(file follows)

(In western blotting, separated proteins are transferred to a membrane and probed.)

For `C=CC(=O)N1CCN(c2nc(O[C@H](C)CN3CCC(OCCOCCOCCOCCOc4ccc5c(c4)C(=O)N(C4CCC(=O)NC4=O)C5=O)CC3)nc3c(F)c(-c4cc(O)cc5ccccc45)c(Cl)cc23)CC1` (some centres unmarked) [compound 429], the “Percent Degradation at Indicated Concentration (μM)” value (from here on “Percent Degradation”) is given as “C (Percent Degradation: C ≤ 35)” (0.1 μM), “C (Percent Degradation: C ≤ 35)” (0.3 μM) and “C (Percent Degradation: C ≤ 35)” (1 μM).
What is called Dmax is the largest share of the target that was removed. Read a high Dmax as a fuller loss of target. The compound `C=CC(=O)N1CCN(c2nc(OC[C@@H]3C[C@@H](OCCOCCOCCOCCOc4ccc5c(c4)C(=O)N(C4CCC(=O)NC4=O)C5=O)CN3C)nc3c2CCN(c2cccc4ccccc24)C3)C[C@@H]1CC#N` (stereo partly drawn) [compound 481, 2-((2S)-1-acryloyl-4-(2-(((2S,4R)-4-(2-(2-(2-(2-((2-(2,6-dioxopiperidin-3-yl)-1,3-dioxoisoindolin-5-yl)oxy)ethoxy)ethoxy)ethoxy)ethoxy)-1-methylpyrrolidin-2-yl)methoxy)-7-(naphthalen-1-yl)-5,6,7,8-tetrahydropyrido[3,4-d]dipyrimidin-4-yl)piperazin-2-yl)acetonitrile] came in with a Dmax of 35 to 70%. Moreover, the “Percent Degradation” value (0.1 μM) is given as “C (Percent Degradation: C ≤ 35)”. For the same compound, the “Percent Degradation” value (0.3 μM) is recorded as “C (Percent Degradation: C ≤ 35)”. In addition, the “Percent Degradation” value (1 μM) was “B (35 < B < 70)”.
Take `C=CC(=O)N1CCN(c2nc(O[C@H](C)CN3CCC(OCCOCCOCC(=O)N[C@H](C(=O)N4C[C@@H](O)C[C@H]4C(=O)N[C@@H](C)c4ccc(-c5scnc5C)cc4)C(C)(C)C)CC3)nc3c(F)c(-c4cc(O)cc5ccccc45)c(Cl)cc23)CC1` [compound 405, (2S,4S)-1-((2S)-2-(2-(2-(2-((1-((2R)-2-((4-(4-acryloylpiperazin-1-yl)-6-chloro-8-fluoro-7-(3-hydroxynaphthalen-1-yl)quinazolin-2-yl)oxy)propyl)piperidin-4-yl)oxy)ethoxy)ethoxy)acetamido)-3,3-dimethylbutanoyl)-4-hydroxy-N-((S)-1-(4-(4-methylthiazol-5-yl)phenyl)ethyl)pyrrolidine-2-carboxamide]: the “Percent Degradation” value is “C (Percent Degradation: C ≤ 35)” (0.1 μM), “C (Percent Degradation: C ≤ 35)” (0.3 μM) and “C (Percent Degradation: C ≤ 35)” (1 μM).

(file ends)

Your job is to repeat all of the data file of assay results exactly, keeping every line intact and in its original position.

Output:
(In western blotting, separated proteins are transferred to a membrane and probed.)

For `C=CC(=O)N1CCN(c2nc(O[C@H](C)CN3CCC(OCCOCCOCCOCCOc4ccc5c(c4)C(=O)N(C4CCC(=O)NC4=O)C5=O)CC3)nc3c(F)c(-c4cc(O)cc5ccccc45)c(Cl)cc23)CC1` (some centres unmarked) [compound 429], the “Percent Degradation at Indicated Concentration (μM)” value (from here on “Percent Degradation”) is given as “C (Percent Degradation: C ≤ 35)” (0.1 μM), “C (Percent Degradation: C ≤ 35)” (0.3 μM) and “C (Percent Degradation: C ≤ 35)” (1 μM).
What is called Dmax is the largest share of the target that was removed. Read a high Dmax as a fuller loss of target. The compound `C=CC(=O)N1CCN(c2nc(OC[C@@H]3C[C@@H](OCCOCCOCCOCCOc4ccc5c(c4)C(=O)N(C4CCC(=O)NC4=O)C5=O)CN3C)nc3c2CCN(c2cccc4ccccc24)C3)C[C@@H]1CC#N` (stereo partly drawn) [compound 481, 2-((2S)-1-acryloyl-4-(2-(((2S,4R)-4-(2-(2-(2-(2-((2-(2,6-dioxopiperidin-3-yl)-1,3-dioxoisoindolin-5-yl)oxy)ethoxy)ethoxy)ethoxy)ethoxy)-1-methylpyrrolidin-2-yl)methoxy)-7-(naphthalen-1-yl)-5,6,7,8-tetrahydropyrido[3,4-d]dipyrimidin-4-yl)piperazin-2-yl)acetonitrile] came in with a Dmax of 35 to 70%. Moreover, the “Percent Degradation” value (0.1 μM) is given as “C (Percent Degradation: C ≤ 35)”. For the same compound, the “Percent Degradation” value (0.3 μM) is recorded as “C (Percent Degradation: C ≤ 35)”. In addition, the “Percent Degradation” value (1 μM) was “B (35 < B < 70)”.
Take `C=CC(=O)N1CCN(c2nc(O[C@H](C)CN3CCC(OCCOCCOCC(=O)N[C@H](C(=O)N4C[C@@H](O)C[C@H]4C(=O)N[C@@H](C)c4ccc(-c5scnc5C)cc4)C(C)(C)C)CC3)nc3c(F)c(-c4cc(O)cc5ccccc45)c(Cl)cc23)CC1` [compound 405, (2S,4S)-1-((2S)-2-(2-(2-(2-((1-((2R)-2-((4-(4-acryloylpiperazin-1-yl)-6-chloro-8-fluoro-7-(3-hydroxynaphthalen-1-yl)quinazolin-2-yl)oxy)propyl)piperidin-4-yl)oxy)ethoxy)ethoxy)acetamido)-3,3-dimethylbutanoyl)-4-hydroxy-N-((S)-1-(4-(4-methylthiazol-5-yl)phenyl)ethyl)pyrrolidine-2-carboxamide]: the “Percent Degradation” value is “C (Percent Degradation: C ≤ 35)” (0.1 μM), “C (Percent Degradation: C ≤ 35)” (0.3 μM) and “C (Percent Degradation: C ≤ 35)” (1 μM).